“ Call Admission Control (CAC) is available for UCM endpoints but not OCS endpoints”

This is a true statement, it’s also true if you substitute “OCS” for any other product or manufacturer besides Cisco. Further as some of the more frequent readers already know CAC has been announced in Communication Server “14” as a new feature. But this is a blanket statement from Cisco. Maybe they have had questions at the TAC over using Cisco CAC on OCS endpoints. If it had been defined better I think that would be more useful to customers.

“Survivable Remote Site Telephony (SRST) is available for UCM endpoints but not OCS endpoints”

Again another true statement. OCS users cannot use Cisco’s SRST. Again, feel free to play the ‘substitute your non-Cisco-product-here game – neither can Avaya, Siemens or Sametime clients. As announced at VoiceCon,with Communications Server “14” Microsoft will be Offering their own survivable branch solution called the Survivable Branch Appliance or SBA with Microsoft’s gateway partners. This is another blanket statement but again this may be something that has come up with the TAC.

“E.911 support is available for UCM endpoints but not OCS endpoints.”

This statement could have been correct had it been defined more clearly. Again, a blanket statement that doesn’t describe support by who. Certainly ambiguous. Had they said Cisco it would be correct. There are third party providers providing E.911 support for OCS 2007 R2 that I have talked about on my blog here. Had some due diligence been done they would have known that E911 Enable can in fact support OCS R2and CUCM endpoints on the same E911 Enable infrastructure. Its just so happens that E911 Enable (in addition to Intrado) have also announced support for Communications Server “14” in conjunction with native endpoint support being offer by Microsoft.

I do find it a little annoying that Cisco is calling out what another vendor supports in a configuration document, and as I have shown some of them are only partly correct statements anyway. So in the end it detracts from the intention of the document and hurts their credibility somewhat.. That being said, Call Admission Control, Branch Survivability and E911 are three key features coming in CS “14” – and Microsoft is super excited about being able to share them with everyone.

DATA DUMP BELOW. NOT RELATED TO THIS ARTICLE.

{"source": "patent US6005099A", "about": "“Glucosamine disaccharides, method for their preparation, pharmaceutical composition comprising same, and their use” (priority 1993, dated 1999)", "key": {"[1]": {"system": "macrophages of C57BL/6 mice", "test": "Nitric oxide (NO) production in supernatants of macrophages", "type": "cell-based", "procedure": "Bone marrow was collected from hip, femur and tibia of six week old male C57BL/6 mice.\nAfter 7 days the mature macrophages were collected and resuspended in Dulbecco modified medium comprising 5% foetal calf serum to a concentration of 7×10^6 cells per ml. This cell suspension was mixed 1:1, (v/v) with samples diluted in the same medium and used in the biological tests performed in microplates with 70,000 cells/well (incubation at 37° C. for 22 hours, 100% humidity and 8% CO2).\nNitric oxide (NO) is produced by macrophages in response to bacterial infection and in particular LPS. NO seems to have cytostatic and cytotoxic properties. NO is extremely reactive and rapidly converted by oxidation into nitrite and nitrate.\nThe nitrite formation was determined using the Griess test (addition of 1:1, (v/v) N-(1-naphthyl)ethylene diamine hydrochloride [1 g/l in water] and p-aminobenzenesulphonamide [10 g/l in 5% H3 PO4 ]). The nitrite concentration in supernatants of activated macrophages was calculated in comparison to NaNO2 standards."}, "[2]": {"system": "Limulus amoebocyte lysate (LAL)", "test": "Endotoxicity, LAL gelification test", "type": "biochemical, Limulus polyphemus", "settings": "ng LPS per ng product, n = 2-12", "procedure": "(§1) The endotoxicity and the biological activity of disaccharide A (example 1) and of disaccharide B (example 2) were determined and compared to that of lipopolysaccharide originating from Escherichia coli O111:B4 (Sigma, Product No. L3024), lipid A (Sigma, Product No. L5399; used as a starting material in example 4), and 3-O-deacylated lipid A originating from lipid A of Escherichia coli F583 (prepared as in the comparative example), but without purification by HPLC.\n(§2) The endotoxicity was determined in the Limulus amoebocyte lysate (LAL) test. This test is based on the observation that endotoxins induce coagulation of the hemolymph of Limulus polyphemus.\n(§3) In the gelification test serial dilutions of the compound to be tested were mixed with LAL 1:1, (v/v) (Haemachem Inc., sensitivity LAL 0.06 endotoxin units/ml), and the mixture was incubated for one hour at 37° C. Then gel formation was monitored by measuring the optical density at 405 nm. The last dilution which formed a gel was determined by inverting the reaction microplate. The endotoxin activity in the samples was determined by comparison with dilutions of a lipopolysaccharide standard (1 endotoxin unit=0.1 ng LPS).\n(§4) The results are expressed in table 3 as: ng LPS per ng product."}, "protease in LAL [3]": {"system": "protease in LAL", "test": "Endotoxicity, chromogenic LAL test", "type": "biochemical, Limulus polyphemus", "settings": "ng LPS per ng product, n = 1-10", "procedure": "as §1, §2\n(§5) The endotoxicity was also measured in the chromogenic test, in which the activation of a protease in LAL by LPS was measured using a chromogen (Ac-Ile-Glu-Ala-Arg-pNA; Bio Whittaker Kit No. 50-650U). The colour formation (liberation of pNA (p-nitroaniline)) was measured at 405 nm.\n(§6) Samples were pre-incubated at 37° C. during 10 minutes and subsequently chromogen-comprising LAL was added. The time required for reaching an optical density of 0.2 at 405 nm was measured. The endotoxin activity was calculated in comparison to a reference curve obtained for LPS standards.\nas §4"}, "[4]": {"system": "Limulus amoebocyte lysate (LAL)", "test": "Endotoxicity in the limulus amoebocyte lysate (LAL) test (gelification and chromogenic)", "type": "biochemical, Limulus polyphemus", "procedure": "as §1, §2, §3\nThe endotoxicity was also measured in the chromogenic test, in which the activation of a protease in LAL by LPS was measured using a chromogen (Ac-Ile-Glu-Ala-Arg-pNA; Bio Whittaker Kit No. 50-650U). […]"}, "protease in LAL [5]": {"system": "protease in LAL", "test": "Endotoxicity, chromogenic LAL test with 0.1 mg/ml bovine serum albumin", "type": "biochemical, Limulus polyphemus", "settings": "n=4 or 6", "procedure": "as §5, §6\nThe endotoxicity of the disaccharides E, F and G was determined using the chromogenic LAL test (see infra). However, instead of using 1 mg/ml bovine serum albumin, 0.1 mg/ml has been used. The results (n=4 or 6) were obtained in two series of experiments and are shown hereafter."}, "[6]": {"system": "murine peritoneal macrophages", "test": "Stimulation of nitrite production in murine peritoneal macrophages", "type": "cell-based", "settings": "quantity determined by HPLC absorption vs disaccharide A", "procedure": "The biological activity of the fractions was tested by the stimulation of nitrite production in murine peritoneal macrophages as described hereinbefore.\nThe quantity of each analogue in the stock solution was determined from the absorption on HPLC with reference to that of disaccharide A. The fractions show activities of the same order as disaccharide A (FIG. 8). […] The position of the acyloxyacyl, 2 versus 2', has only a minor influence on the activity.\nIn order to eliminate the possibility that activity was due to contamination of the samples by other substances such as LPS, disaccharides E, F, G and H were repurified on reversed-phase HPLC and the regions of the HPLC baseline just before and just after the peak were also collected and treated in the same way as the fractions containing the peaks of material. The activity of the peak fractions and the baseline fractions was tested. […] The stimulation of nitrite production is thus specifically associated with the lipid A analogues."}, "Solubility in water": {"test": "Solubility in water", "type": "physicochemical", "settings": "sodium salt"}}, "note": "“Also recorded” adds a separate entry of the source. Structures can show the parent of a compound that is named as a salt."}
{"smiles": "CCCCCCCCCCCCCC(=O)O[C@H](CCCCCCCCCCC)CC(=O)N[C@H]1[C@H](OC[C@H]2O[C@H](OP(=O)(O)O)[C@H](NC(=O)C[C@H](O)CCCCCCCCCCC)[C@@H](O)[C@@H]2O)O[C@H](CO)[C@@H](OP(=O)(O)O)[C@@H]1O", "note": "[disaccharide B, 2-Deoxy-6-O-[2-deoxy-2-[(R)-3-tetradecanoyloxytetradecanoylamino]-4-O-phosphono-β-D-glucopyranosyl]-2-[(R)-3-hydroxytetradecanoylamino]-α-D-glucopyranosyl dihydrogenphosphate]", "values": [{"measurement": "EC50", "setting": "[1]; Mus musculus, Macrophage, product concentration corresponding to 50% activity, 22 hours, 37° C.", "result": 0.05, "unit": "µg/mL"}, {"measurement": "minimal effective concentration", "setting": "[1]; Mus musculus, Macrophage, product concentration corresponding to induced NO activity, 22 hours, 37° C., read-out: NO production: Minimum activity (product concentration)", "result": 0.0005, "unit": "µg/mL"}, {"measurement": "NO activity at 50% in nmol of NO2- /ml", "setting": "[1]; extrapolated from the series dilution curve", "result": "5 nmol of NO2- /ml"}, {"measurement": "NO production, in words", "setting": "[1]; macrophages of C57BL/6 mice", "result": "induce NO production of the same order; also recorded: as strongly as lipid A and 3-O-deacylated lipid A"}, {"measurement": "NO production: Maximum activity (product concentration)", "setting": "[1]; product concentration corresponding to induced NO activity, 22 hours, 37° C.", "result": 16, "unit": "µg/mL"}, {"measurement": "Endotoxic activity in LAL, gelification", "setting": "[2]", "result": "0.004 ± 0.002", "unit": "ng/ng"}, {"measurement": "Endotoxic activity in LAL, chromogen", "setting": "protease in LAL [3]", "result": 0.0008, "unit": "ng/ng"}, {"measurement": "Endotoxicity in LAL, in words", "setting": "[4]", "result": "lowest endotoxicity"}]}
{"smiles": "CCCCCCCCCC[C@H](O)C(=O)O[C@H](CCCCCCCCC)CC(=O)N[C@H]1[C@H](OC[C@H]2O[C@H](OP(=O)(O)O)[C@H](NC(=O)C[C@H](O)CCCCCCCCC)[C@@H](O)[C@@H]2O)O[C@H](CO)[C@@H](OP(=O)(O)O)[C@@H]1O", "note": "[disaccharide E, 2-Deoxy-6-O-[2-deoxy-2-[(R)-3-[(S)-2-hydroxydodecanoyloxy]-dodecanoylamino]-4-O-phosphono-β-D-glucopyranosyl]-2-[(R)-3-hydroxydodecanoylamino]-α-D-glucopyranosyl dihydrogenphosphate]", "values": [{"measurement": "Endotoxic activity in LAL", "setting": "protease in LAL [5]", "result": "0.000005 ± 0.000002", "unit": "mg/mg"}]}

The bulk of the document is actually pretty standard for this style from Cisco. Even though it is mainly just screen shots they have done a good job at getting the configuration documented. In the end I think that people that have OCS and CUCM deployed already may find that this configuration is a little simpler than first thought. If you plan your OCS dial plan correctly it takes little to no management once implemented when used in conjunction with CUCM.

Finally, the following links are done by the Microsoft team to help with Direct SIP configuration for earlier versions of CUCM.

OCS to CUCM 4.x

OCS to CUCM 6.x

Hopefully this was a helpful post and some of the distracting things mentioned in Cisco’s documents get less attention than they really should.

Comments welcomed.


CS 14 Airlift Hangover

Last week some of you may have noticed that I didn’t post. Well, it was an especially busy week with having to attend the Communications Server 14 Airlift in Redmond. This was the first time that I have had the opportunity to attend an Airlift. It was a great week but after having to squeeze as much information into my brain at one time I seem to have a hangover feeling even though I drank no alcohol.

For me, even though I can’t go into any details, PowerShell is going to be a major component in CS 14. Adam mentions it use here. I think it’s a blessing if you're familiar with the constructs of PowerShell and somewhat scary if you’re not. To be honest I am no PowerShell expert, which means I am a little intimidated by it but I can certainly see the potential when combined with its scripting capabilities and anyone that has worked with a command line system before will adapt quickly. After spending 10 years working on Cisco IOS its only a matter of time before I become more comfortable I feel.

Hopefully the next few weeks ease up so I can go back to writing more content here on VoIPNorm. I got some great feedback from people at the Airlift (thanks Henry, Jason and Andrew). One thing people really seem to like is the steady flow of posts. Keeping a blog going with regular posts is a challenge which if you let it, it can fall by the wayside when other more important stuff arises. I am currently in the process of putting together some really interesting posts on some new and not so new interoperability information, so stay tuned over the following weeks.

Comments welcomed.